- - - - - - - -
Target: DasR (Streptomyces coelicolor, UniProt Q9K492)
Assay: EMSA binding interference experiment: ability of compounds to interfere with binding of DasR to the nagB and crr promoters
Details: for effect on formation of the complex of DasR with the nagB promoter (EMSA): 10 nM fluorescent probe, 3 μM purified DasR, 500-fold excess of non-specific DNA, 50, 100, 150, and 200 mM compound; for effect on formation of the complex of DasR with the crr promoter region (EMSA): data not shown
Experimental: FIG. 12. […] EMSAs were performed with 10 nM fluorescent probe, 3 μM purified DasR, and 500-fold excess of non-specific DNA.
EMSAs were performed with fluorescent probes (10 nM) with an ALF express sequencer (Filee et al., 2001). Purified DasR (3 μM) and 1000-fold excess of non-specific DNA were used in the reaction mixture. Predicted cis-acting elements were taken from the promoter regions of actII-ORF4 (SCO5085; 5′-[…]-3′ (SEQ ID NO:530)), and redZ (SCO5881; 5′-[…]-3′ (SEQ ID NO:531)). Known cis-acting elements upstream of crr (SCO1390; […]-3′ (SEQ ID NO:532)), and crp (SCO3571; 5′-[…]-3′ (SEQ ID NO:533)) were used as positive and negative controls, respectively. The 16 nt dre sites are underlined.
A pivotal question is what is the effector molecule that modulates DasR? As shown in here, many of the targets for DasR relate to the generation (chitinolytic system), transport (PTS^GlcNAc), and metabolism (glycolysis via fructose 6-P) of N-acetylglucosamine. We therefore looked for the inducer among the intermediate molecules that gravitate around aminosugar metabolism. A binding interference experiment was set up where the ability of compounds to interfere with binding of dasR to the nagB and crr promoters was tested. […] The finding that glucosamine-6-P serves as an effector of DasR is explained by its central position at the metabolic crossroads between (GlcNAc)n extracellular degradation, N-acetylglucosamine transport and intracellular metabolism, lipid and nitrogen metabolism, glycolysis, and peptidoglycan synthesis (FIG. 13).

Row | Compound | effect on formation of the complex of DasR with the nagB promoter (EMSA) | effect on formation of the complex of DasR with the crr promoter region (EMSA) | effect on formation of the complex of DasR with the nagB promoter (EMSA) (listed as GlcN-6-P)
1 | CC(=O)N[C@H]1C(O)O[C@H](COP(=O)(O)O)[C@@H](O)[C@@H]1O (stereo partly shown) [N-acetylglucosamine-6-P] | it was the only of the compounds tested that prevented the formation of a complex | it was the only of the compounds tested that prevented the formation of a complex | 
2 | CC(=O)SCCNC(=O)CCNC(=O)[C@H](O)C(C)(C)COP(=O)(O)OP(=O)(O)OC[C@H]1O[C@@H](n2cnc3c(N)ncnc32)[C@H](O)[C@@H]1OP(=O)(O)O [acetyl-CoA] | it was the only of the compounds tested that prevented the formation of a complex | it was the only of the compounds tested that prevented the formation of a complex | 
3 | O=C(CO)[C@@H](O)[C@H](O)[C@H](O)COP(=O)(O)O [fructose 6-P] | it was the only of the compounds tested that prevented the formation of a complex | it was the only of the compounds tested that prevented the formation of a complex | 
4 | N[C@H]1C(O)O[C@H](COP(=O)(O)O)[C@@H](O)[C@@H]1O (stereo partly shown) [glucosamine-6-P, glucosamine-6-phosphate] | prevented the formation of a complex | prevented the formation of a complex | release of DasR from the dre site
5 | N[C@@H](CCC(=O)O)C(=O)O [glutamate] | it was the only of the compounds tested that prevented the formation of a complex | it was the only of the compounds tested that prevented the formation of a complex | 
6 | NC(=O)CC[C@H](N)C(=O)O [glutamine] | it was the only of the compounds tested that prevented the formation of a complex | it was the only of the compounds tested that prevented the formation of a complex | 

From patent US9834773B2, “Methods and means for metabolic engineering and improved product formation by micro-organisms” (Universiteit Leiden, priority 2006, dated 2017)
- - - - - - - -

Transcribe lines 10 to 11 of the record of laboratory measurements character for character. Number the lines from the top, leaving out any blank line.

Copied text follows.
3 | O=C(CO)[C@@H](O)[C@H](O)[C@H](O)COP(=O)(O)O [fructose 6-P] | it was the only of the compounds tested that prevented the formation of a complex | it was the only of the compounds tested that prevented the formation of a complex | 
4 | N[C@H]1C(O)O[C@H](COP(=O)(O)O)[C@@H](O)[C@@H]1O (stereo partly shown) [glucosamine-6-P, glucosamine-6-phosphate] | prevented the formation of a complex | prevented the formation of a complex | release of DasR from the dre site